Workshop: Effective Communication for Parents
Most of us who have left behind traditional means of discipline, feel unprepared to handle the difficulties of raising children, and are unaware of any good alternatives.
We often find ourselves yelling, yet we know it harms our relationship AND our child’s developing brain. Yelling takes its toll on our emotional health – but it also undermines our influence and damages our relationship with our kids. It also will be imitied by our kids. The brain is a relational organ. Neuroscience today shows relationships shape the developing brain. LOVE and KINDNESS help to GROW a child’s brain
If a child’s needs are met with empathy, guidance, and love, and nurtured by a close connection then his brain produces love hormones that help the brain regulate and produce the conditions ready for learning.
In general, many people consider themselves to be great communicators. What they usually mean by that is that they are articulate, or speak a lot. But that is not what good communication is about. Words don’t have the desired effect when they are not perceived along with the underlying intentions of the speaker. Words harm relationships when feelings of frustration and anger take control over the words you chose.
Connecting Communication enhances compassion, harmony and joy in the family.
You can only raise your child once.
Respect is at the basis of bridging the gap:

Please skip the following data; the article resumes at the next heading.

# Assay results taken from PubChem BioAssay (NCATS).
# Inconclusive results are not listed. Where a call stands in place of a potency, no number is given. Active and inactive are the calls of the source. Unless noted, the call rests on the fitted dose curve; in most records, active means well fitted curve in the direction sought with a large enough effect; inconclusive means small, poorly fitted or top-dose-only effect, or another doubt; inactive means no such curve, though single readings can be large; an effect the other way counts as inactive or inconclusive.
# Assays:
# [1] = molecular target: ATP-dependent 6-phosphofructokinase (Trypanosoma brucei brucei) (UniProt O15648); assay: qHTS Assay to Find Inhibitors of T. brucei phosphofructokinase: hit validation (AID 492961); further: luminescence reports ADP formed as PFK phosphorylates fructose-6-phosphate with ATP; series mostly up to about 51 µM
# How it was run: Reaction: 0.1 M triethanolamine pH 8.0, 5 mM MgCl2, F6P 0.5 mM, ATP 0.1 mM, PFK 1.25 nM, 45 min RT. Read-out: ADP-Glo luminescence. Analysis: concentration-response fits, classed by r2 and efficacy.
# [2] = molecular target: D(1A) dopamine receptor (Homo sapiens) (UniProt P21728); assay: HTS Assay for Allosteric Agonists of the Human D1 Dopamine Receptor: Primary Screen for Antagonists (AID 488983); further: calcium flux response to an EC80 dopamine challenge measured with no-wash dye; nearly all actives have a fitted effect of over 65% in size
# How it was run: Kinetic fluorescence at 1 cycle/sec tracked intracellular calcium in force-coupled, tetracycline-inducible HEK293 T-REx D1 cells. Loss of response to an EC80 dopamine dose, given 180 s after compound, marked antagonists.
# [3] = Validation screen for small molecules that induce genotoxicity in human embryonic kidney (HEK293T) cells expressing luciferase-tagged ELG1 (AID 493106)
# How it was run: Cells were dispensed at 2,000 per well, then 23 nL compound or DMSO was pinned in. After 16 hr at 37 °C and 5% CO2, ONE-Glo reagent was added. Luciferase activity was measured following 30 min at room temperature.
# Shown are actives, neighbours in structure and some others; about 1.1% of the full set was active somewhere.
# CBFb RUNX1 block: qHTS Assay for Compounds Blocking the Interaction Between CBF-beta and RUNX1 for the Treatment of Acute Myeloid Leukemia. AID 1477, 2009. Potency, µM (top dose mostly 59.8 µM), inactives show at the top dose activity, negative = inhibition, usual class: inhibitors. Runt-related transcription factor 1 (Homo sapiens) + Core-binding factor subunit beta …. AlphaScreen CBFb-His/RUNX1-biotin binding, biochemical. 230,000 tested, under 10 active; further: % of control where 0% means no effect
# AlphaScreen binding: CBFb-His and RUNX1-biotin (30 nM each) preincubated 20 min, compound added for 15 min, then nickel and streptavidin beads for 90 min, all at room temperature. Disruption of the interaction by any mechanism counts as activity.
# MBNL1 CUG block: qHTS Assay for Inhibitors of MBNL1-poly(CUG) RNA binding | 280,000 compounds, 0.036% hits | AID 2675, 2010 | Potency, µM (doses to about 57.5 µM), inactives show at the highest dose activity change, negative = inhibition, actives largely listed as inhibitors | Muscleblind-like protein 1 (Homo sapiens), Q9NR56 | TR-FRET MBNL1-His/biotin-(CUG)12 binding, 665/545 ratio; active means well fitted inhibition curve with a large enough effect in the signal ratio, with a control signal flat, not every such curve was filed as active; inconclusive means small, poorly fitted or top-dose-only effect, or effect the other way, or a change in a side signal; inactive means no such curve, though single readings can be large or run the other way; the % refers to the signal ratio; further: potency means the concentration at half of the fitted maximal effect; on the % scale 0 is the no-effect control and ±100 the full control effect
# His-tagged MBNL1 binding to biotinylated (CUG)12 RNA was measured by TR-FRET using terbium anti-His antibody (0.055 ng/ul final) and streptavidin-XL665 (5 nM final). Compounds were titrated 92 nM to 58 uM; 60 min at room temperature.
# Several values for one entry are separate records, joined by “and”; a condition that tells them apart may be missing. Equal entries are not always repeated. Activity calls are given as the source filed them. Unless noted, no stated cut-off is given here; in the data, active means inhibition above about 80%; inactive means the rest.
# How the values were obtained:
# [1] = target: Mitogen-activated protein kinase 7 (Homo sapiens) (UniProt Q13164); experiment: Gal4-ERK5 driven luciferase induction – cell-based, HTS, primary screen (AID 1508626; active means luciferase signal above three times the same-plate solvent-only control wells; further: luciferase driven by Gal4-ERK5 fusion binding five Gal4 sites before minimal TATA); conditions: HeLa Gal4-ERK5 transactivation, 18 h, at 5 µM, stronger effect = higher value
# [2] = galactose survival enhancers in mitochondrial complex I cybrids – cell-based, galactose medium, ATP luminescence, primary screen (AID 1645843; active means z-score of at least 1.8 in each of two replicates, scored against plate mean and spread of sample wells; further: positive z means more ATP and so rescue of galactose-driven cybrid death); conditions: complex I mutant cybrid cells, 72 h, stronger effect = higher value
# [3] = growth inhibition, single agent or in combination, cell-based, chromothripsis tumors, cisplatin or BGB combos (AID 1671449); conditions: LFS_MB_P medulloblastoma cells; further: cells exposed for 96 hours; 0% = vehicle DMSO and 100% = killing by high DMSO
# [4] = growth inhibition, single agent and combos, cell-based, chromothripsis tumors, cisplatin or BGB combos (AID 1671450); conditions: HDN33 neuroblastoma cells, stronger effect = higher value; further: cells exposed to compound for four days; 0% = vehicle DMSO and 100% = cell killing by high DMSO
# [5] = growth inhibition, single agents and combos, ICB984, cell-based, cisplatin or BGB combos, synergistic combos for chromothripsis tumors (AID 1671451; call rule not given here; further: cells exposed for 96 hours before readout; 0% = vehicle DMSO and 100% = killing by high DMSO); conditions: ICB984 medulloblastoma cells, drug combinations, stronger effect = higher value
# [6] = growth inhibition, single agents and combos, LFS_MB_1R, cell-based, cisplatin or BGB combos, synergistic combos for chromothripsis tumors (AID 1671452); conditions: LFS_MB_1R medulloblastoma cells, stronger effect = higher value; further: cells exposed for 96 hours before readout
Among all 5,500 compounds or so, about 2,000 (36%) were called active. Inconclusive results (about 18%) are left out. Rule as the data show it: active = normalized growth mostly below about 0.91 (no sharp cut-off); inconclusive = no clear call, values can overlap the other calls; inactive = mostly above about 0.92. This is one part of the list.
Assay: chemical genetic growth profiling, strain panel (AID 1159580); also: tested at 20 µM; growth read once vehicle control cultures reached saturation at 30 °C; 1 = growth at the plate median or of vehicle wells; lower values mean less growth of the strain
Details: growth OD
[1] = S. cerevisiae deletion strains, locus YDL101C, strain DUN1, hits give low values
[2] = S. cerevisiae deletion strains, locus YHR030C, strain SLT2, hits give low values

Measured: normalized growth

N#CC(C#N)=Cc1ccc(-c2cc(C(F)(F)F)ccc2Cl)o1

- Between a parent and a child is a space.
- In that space, a bridge can be built
- That bridge creates connection.
feel stressed and without resources
want more choice
desire more recognition
have unmet needs
have frequent power struggles
want to install intrinsic respect in your child
Then join us in this Effective Communication workshop-class, partially based on the Nonviolent Communication of Dr. Marshall Rosenberg.
Six (6) 90-minute classes:
1. Clear Observation without evaluation, criticism, judgment, analysis or comparison. Unlearn the way we usually respond, but disconnect each from each other.
- Understanding these differences
- Learning about the detriments – dependent on approval
- Honestly expressing yourself – hurt free, and empathically receiving.
- Learning compassion, empathy, and self-compassion. What do feelings tell us.
2. Feelings are true expressions of who we are. Our own experiences and inherited patterns stored in the brain impact our emotional lives. And our family.
- Replace implanted beliefs and patterns from our childhood.
- Blame and shame deleted from your communication all together. They have the lowest vibrational energy
- Responding to, and dealing with anger.
- No manipulation, but authentic expressions.
3. Take responsibility for your needs. Have them met in a peaceful way. It truly helps us understand each other in a way we never thought was possible
- Discover the rich variety of unconscious needs that dominate our life.
- Often our judgments of others mask our own unmet needs.
- Know and value your needs, no one else will take care of them 24/7
- How to respond to unmet needs, of others.
4. Requests. Friendly and kind.
- No force, no bribing, no threatening to get your needs met.
- Steps for intrinsic respect – no entitlement.
- Clear communication.
- Kindness and compassion.
5. Punished by Rewards.
The consequences of conditional- and unconditional love on the development of the child.
- The joy and privilege of learning.
- The reward of doing mitzvot and chores.
- Intrinsic respect for self, for all people, and the environment.
- Parenting is about self-reflecting.
6. Practicum and role-play of the process.
A fun class of working out all we’ve learned. Bring in your topics, questions or real daily life situations to work on.